Washington: The US is not negotiating a legally binding plan with Iran on its nuclear weapons plan, Secretary of State John Kerry said on Wednesday, refuting reports that several of American allies are dissatisfied with the deal under talks with the Iranian regime.
"We've been clear from the beginning. We're not negotiating a legally binding plan. We're negotiating a plan that will have in it a capacity for enforcement," Kerry told lawmakers during a Congressional hearing.
"It's incorrect when it says that Congress could actually modify the terms of an agreement at any time. That's flat wrong. They don't have the right to modify an agreement reached, executive to executive, between leaders of a country," he said in response to a question.
Kerry refuted media reports that several of the US allies and friends are unhappy with ongoing talks with Iran on the latter's nuclear weapons programme.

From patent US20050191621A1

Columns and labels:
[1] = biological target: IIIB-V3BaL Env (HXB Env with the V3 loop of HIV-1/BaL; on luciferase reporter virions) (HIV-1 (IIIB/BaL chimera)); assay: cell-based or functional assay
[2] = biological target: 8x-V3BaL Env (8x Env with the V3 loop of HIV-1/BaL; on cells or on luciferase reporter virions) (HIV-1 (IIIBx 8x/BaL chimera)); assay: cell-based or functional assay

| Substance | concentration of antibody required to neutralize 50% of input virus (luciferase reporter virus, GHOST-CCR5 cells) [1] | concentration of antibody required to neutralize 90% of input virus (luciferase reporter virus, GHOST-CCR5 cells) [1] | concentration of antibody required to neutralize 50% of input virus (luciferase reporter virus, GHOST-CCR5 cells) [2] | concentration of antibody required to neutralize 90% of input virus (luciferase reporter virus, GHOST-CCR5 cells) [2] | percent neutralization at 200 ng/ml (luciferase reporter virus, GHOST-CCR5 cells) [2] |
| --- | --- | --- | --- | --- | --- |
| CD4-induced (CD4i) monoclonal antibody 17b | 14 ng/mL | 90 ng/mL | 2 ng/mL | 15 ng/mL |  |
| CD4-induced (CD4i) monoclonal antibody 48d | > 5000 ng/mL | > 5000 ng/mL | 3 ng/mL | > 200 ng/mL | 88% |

"That actually is flat wrong. Flat wrong," he said.
"I just came back from a meeting in the Gulf, in Riyadh. I met with King Salman, who completely supported what we're doing. I met with all of the GCC members, they all sat around a table, and they all articulated their support for what we're doing, and they believe we are better off trying to prevent them from getting a bomb diplomatically first, providing, of course, that it actually prevents them from getting that bomb.
"That's the test of this. And a whole bunch of people are trying to give this a grade before the test has even been taken," he said.
However, Kerry conceded that some countries in the region are not perfectly comfortable with the talks.
"They're nervous, they're apprehensive. Of course they are. They want to make sure that, in fact, just as members of Congress want to make sure, that the deal that is struck, if one can be struck now, will in fact prevent them from getting a weapon," he said.